Study: Colorado School Violence Goes Largely Unreported

Published February 1, 2006

The December 2005 release of the annual Colorado School Accountability Reports (SARs) raised concerns among analysts and legislators that school districts may be underreporting school violence and crime.

Required by a measure enacted by the Colorado legislature in 2000, yearly SARs released by the Colorado Department of Education provide parents and the public with school-specific information on student achievement, safety, staff, funding, and other issues.

In 2005, the state’s largest school district, Jefferson County R-1, reported no “assaults/fights”–down from 640 incidents in 2004. The much smaller suburban district Westminster 50, northwest of Denver, reported having nearly 700 assaults/fights.

The current method of SARs reporting under state law leads to the underreporting of fights and assaults by setting an exceptionally high standard for what constitutes a fight, said Bob Schaffer, a Colorado State Education Board member for the 4th Congressional District. Additionally, the overuse of a generic “Other” category masks the nature of many incidents.

“It is clear that parents of children attending government-owned schools in Colorado cannot rely on state reports to determine whether their children are safe,” Schaffer said. “Parents deserve consistency and accuracy when it comes to the state’s methods of compiling this important data. As of now, they get neither.”

Papering Over Problems

Reporting discrepancies stem from several problems. SARs have six categories of discipline infractions: “Substance Abuse Drugs,” “Substance Abuse Alcohol,” “Substance Abuse Tobacco,” “Assaults/Fights,” “Dangerous Weapons,” and “Other Violations of Code of Conduct.” Districts that have more categories must condense the incidents into 12, which then are further reduced by the Department of Education into the six state-mandated categories.

For example, although the Denver County 1 School District has 29 discipline classifications, the district must condense them into 12 categories when it reports to the state. The Colorado Department of Education further condenses these into six categories for SARS.

Because the state defines assaults/fights as first- and second-degree assault, fights that do not meet this standard need not be included under “assaults/fights.” Moreover, districts need not report incidents that have not led to suspension or expulsion, meaning some incidents are not included.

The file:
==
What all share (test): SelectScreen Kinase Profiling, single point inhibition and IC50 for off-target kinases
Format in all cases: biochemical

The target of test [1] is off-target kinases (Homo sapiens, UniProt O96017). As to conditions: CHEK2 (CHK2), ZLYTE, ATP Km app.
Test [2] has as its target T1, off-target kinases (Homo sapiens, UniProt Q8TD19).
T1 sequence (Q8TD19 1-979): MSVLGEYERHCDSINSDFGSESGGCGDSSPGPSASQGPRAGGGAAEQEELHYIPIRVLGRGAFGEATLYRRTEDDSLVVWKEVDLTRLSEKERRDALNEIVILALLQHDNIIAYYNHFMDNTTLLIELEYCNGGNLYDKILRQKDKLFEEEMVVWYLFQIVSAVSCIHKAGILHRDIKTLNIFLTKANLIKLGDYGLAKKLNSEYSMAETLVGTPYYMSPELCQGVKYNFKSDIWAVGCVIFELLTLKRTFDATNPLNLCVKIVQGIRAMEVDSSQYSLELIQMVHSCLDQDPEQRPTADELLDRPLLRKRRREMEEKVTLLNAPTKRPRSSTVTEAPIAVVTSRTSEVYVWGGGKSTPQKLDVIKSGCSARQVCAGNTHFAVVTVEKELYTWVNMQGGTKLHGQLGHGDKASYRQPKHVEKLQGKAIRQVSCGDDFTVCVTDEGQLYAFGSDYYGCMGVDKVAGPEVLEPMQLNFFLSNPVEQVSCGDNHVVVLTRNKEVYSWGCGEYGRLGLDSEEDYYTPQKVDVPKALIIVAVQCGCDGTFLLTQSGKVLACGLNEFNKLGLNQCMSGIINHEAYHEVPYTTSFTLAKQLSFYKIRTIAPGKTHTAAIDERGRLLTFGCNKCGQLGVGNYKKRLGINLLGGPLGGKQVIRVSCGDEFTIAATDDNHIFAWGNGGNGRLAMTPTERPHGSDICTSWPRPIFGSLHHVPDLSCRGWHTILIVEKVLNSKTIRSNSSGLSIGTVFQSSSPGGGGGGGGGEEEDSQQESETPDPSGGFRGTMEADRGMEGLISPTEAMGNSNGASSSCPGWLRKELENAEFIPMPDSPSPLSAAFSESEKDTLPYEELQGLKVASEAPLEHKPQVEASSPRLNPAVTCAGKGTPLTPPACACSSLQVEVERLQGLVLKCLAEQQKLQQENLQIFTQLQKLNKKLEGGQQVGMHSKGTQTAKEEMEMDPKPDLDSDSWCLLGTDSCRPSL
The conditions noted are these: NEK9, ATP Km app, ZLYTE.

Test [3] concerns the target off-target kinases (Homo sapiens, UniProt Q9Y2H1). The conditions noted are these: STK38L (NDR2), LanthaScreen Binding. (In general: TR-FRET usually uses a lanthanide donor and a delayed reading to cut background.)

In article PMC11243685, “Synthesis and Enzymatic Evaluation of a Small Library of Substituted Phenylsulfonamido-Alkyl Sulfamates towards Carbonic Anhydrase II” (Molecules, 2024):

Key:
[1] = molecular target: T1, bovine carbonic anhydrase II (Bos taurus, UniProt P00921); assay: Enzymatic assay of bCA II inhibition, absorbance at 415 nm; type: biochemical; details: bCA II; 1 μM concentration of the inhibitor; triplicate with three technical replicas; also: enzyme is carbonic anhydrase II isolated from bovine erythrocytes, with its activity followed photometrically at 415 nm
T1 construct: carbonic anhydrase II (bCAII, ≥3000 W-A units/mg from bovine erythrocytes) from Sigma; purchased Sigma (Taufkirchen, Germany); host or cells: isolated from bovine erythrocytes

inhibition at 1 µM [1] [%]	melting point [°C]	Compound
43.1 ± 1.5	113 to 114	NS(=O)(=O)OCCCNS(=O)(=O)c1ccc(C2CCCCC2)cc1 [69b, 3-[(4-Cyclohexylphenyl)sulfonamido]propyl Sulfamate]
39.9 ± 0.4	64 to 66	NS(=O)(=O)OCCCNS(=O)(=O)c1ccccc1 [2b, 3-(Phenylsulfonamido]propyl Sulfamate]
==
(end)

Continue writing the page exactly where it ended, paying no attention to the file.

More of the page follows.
Pamela Benigno, director of the Education Policy Center at the Independence Institute–a 21-year-old nonpartisan public policy research organization based in Golden, Colorado–found evidence in a police report of a student who had been ambushed by eight other students in a school parking lot. Although the student was bloodied by the attack and three students were charged with third-degree assault, the incident was not reported under “assaults/fights.”

Changing Methods

The SARs obscure other serious incidents by lumping them together with less-serious ones. “Other Violations of Code of Conduct” serves as a catch-all for incidents that do not fit under the other five divisions. This category, in effect, could include both minor offenses and serious criminal acts. The SARs do not disclose the type or severity of infractions under this category.

“For the last several months I have been talking to law enforcement officers and school officials,” Benigno said. “They all agree there needs to be a change in how assaults are reported.”

Benigno said “parents would have a much clearer picture of a school’s environment” if third-degree assaults and municipal-assault violations were included in the assaults/fights category.

“These crimes are serious attacks on students and should be reported as an assault/fight,” Benigno said. “First- and second-degree assaults are rare in most schools.”

Legislators are planning to take up the issue in the spring session.

Krista Kafer ([email protected]) is a freelance writer based in Denver, Colorado.

For more information …

Visit the Colorado Department of Education’s Web site at

For past School Reform News coverage of the school violence issue, see “School Violence is Underreported,” April 2005,; “National School Safety Contest Draws Praise, Seeks Entries,” October 2000,; and “Violence in Schools Is Down,” September 2000,